Theatre Review by Howard Miller - March 29, 2018
Three Tall Women by Edward Albee. Directed by Joe Mantello. Scenic design by Miriam Buether. Costume design by Ann Roth. Lighting design by Paul Gallo. Sound design by Fitz Patton. Hair and Makeup design by Campbell Young Associates. Cast: Glenda Jackson, Laurie Metcalf, and Alison Pill.
Ms. Jackson famously left acting to enter the equally dramatic world of politics in her native Britain, where she served as a Member of Parliament for more than two decades. But now she's back on stage, and we are indeed fortunate to be able to see her in a role she seizes in her teeth like a voracious lioness until she wrestles it (and us) into submission. In Three Tall Women, she plays a woman of 91 or 92, the difference being a rather silly bone of contention between her and a no-nonsense visitor (Alison Pill) from her attorney's office. The first half of the hour and forty-five minute intermissionless play takes place in what the playwright describes as a "wealthy bedroom," which, as designed by Miriam Buether, looks like a suite you'd find in an upscale French hotel, lovely but coldly devoid of photos or other personal items. Enthroned on one of the chairs, and watched over by a caregiver played by Laurie Metcalf, Ms. Jackson's character dominates the conversation. (Now might be a good time to point out that none of the women has a name; Ms. Jackson's character is called A, Ms. Metcalf is B, and Ms. Pill is C).
While the older woman loves being the center of attention and can be quite effusive, she also is childish, argumentative, forgetful, suspicious, spiteful, and not always in control of her bladder and bowels. While none of this sounds very inviting, the amazing thing about the first half of the play is that it is often laugh-out-loud funny, thanks to Albee's wry script and Ms. Jackson's and Ms. Metcalf's exquisite delivery. (Ms. Pill can do little more than serve as a foil to her two colleagues in this part of the play.)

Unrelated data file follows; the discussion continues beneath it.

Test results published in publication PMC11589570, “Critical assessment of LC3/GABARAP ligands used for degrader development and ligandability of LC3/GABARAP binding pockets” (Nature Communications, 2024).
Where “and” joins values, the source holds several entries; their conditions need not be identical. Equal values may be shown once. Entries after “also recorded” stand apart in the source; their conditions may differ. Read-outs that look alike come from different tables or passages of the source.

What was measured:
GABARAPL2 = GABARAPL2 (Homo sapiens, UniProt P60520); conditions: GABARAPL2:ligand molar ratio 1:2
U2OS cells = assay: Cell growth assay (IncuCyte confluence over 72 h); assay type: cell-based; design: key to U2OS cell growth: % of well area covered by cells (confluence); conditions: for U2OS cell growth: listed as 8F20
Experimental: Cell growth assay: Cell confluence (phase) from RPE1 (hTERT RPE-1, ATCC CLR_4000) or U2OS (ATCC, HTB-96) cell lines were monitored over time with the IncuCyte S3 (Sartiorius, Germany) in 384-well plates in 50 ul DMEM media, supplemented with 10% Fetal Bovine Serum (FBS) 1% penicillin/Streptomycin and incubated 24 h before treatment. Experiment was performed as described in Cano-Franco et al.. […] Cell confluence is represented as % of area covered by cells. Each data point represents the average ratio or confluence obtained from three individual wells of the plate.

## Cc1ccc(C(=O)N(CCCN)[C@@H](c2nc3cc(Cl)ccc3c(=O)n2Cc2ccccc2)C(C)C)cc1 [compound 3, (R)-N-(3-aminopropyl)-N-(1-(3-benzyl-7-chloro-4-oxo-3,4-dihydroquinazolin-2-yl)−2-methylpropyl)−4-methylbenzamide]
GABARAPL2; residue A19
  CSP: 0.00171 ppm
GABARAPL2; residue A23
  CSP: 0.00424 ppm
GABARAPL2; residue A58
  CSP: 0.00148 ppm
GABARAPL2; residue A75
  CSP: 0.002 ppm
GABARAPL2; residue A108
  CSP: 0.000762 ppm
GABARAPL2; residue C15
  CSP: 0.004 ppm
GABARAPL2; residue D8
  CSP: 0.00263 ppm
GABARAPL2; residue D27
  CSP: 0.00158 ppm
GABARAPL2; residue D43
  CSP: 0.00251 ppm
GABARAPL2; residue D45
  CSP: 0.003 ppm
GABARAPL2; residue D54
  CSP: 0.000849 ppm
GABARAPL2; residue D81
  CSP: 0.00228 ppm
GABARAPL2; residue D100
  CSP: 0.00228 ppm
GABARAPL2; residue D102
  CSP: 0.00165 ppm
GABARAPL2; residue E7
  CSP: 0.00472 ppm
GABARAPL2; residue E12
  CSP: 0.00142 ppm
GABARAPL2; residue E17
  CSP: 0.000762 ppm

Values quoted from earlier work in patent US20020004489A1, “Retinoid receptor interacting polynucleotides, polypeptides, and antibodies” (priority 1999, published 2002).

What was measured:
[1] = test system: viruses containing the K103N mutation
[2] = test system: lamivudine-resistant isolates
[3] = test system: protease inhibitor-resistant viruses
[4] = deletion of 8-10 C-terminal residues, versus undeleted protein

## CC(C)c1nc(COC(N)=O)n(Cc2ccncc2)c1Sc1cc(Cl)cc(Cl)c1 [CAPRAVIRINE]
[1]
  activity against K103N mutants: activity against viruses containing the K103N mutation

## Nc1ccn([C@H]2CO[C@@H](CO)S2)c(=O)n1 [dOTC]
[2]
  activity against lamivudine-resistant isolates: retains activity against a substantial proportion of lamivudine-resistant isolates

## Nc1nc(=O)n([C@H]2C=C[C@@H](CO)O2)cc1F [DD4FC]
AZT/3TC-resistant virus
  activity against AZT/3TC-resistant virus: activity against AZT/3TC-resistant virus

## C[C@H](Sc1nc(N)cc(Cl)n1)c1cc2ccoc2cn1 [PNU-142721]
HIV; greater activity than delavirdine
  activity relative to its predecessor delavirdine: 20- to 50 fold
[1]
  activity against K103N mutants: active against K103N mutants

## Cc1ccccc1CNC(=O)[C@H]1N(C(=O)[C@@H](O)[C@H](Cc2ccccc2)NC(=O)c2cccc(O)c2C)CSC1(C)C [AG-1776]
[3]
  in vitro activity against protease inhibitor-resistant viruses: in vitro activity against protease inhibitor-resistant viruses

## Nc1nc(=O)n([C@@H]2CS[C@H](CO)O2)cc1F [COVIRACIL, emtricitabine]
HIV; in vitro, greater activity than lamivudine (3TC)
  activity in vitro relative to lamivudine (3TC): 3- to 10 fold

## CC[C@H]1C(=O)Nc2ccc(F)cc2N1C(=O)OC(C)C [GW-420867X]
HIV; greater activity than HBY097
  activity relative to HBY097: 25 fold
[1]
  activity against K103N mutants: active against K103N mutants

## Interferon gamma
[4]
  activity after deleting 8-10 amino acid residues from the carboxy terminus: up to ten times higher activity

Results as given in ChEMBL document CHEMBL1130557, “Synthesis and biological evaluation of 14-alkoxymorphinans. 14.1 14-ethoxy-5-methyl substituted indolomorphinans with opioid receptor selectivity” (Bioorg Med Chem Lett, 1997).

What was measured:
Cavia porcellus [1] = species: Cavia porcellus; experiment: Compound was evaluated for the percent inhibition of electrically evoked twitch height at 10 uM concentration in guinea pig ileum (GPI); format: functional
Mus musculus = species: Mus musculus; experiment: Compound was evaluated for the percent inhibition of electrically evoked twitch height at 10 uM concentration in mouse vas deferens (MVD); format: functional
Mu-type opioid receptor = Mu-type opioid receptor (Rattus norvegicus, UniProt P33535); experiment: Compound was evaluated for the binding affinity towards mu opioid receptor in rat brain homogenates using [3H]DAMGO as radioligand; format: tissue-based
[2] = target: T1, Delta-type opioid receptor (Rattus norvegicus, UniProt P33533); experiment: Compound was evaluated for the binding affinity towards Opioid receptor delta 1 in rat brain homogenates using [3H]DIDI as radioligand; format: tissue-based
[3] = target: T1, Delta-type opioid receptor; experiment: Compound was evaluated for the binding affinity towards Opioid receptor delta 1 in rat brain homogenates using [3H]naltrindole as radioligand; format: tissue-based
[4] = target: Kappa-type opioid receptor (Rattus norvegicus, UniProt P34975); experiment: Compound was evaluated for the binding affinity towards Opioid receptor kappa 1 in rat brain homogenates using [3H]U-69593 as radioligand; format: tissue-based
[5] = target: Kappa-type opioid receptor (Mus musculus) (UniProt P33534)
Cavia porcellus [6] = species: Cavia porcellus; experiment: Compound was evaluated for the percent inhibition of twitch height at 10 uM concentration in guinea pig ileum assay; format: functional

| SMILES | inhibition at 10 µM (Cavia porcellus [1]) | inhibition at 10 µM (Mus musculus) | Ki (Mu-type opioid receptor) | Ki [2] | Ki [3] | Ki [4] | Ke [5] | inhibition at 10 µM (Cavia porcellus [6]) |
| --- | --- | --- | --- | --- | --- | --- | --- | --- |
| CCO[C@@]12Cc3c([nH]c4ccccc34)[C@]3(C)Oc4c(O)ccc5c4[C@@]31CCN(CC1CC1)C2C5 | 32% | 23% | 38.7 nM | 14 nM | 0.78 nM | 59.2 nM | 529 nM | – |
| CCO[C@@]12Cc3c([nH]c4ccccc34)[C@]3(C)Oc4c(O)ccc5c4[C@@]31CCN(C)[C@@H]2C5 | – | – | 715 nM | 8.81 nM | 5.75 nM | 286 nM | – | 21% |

It's hard to find examples that work strictly on the page, but there's a certain Lewis Carroll quality to some of the lines. For instance, when Ms. Pill presses Ms. Jackson, rather cruelly, to identify what day it is, the latter hesitates in confusion for a moment, then suddenly grins from ear to ear with her answer: "Why, it's today of course. What day do you think it is?!" Later, when she is trying to come up with the name of a well-known movie star from the 1930s, all she can think of to describe her is: "She was tiny! She had two eyes!" Lines like these pop up all through the first half. And thanks to Ms. Jackson's wonderful timing and Ms. Metcalf's great ability to incorporate comic facial expressions, shrugs, and other body language to underscore every line and reaction, you can't help but laugh even as you understand that what you are witnessing is a woman's last days of life.